The Greens are wacky?
It is a bit like a game of pin the tail on the donkey, the National Government and their supporters are desperately attempting to stick the wacky label on the Greens again, but it is becoming harder to make it stick. National has great difficulty dealing with a stronger and more credible Green Party and Key himself has admitted that Green MPs provide a challenging opposition, "They go hard, they go really hard..."
Green Party policy has a strong base of research and evidence and anyone who took the time to view our full policy documents during the election campaign would have noted the comprehensive referencing. We were the only party to have our fiscal costings independently analyzed and made that analysis publicly available.
Steffan Browning's support of an online petition was unfortunate and has been leapt on with great enthusiasm as clear proof of craziness. Although the Greens have no policy to support homeopathy (and unlikely to) and Browning himself has withdrawn his support of the petition the hysteria around this will probably continue for some time.
The National Party have the advantage of winning the election through the popularity of its leader. As the incumbent conservative party, National's policies actually represent failing ideology that has become familiar to many (the devil you know...). Anything outside of current practice can conveniently become labeled as crazy.
A deep breath, less hysteria and a little bit of thought will reveal which party is really the wackiest.
Surely a party that continually denies the seriousness of climate change and does little to reverse New Zealand's growing greenhouse gas emissions is a little wacky.
A government that wants to spend $13 billion on motorways when traffic volumes have flatlined and demand for public transport has grown is wacky.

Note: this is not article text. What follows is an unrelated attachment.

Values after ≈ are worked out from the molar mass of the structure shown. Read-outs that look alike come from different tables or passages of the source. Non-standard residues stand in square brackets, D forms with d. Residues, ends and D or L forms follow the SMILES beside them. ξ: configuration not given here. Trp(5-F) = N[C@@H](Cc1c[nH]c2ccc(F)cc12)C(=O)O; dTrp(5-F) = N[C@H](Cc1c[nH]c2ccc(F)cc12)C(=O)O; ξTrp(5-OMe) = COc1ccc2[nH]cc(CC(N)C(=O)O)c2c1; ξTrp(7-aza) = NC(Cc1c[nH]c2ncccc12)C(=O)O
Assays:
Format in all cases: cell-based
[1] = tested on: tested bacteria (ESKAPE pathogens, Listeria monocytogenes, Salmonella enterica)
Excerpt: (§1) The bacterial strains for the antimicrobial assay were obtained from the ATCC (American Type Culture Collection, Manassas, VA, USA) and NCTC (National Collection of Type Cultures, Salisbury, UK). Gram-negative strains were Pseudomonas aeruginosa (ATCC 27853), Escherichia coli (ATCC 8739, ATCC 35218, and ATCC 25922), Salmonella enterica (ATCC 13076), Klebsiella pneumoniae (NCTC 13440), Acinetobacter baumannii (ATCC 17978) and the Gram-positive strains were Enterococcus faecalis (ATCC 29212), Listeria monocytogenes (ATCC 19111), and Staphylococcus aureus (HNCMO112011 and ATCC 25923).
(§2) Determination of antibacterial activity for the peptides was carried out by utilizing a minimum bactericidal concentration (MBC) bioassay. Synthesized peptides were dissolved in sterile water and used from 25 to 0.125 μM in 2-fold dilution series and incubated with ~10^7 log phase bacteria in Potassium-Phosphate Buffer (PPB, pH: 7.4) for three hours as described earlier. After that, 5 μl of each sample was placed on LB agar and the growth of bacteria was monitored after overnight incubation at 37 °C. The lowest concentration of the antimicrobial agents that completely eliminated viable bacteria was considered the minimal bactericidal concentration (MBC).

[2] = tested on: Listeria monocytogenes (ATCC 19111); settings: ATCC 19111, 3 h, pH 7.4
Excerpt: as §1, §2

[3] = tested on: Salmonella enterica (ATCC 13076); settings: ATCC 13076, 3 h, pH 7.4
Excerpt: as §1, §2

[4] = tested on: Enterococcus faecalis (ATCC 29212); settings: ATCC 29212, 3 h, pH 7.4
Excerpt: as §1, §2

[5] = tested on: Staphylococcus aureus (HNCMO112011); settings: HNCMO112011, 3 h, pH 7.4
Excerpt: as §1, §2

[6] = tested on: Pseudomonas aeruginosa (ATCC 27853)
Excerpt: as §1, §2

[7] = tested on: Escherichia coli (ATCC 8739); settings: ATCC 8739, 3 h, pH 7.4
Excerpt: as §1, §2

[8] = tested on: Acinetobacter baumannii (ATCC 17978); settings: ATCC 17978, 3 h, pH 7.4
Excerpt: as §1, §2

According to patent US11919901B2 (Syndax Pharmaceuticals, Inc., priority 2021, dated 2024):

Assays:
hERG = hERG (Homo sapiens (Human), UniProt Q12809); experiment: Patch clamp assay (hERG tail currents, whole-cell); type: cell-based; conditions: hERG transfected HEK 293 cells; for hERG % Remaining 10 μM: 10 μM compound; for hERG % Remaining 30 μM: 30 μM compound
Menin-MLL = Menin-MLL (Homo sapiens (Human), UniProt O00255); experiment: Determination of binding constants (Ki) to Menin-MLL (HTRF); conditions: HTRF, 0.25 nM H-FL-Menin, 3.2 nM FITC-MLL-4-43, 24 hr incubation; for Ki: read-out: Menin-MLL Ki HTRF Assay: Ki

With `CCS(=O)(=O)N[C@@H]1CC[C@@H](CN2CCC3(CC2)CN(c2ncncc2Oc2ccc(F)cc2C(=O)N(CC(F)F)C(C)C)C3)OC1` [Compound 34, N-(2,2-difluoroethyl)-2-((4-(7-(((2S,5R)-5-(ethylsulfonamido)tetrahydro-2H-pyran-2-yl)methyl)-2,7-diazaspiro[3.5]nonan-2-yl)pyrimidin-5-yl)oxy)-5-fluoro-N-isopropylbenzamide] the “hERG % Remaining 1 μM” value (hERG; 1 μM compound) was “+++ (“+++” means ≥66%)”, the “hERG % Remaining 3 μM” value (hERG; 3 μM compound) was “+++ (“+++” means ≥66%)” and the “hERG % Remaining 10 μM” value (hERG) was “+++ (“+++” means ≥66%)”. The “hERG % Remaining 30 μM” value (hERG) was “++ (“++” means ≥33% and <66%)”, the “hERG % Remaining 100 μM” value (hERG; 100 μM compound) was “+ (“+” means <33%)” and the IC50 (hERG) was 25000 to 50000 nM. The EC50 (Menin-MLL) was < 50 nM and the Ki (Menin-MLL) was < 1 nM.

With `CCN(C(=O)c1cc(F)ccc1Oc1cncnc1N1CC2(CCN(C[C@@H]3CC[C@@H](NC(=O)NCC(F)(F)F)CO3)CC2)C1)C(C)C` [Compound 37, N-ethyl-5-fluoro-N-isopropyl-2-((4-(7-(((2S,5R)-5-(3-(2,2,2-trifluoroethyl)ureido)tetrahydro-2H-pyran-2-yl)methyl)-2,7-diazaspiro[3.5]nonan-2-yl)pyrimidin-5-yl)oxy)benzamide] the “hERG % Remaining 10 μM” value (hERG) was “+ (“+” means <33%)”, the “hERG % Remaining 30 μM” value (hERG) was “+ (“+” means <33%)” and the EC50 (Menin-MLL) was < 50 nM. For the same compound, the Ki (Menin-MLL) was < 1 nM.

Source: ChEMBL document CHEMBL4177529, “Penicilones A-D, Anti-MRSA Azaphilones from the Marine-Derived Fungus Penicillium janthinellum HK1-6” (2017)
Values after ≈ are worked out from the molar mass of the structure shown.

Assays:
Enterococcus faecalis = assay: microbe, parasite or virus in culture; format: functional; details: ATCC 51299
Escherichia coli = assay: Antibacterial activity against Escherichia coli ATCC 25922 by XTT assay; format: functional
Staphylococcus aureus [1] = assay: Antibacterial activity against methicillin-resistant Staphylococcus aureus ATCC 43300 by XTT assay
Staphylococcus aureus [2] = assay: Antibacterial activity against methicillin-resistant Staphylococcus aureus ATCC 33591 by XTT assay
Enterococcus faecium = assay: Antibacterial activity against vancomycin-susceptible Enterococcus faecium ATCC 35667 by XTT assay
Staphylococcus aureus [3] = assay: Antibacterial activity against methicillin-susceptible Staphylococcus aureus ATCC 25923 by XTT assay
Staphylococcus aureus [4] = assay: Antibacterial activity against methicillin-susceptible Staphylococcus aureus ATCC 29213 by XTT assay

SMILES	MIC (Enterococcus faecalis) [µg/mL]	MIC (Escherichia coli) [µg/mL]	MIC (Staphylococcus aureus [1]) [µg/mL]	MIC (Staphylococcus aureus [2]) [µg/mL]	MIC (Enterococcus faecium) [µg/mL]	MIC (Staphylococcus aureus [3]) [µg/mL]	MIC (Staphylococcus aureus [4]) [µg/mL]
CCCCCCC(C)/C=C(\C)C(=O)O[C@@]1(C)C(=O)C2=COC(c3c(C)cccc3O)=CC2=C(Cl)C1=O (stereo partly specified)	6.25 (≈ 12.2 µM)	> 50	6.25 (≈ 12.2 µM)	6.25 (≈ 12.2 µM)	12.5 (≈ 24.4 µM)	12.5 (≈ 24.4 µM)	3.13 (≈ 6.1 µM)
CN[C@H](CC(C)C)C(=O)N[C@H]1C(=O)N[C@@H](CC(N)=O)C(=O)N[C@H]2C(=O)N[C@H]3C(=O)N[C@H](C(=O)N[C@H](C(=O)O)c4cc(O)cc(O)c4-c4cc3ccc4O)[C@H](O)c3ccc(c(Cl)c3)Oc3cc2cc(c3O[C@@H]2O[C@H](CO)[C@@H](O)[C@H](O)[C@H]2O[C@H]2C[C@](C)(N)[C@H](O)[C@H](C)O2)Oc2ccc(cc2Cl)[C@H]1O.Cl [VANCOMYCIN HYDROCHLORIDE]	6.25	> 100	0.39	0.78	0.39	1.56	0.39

Refusing to measure child poverty so that targets can be set and progress tracked seems worryingly wacky.
Artificially supporting a dying party that struggles to get 1% and has had numerous MPs not meet basic standards of conduct is wacky.
John Key claiming to want a world without toilets is actually very wacky.
For the Prime Minister to have a close relationship with the most unprincipled blogger in New Zealand must be wacky.
A party that had three Ministers decide that Novopay was good to go took wacky to new and expensive levels ($43 million).
Gerry Brownlee's slagging of Finland was a definite leap into the world of wacky.
The Anne Tolley and Judith Collins joint attack on Metiria Turei's clothes was straight out of a wacky pantomime.
For Key to continue to back a Minister who has very little public support, has had two decisions reversed through legal action and cannot build a working relationship with the sector she is responsible for, is super wacky.
If I were to suggest replacing an experienced electorate MP, who happens to be the deputy leader and Finance Minister, with a 24 year old who thinks lobbying for a tobacco company provided him with legitimate and useful experience is a good idea...(wacky?).
Steffan Browning is a hard working MP who has held the Government to account for regulations around food safety, its underfunding of biosecurity and unnecessary spying. I was pleased that Steffan was able to get back in as our 14th MP and I am sure he has learned a valuable lesson about late night signings of online petitions. I think people should be more worried about a party that selects MPs who go beyond the odd miss step and nearly every step becomes a concern. The misuse Parliamentary credit cards and bullying waiters move way beyond the signing of an online petition to me.
I know where I would pin the 'wacky' tail, and it does rhyme with donkey...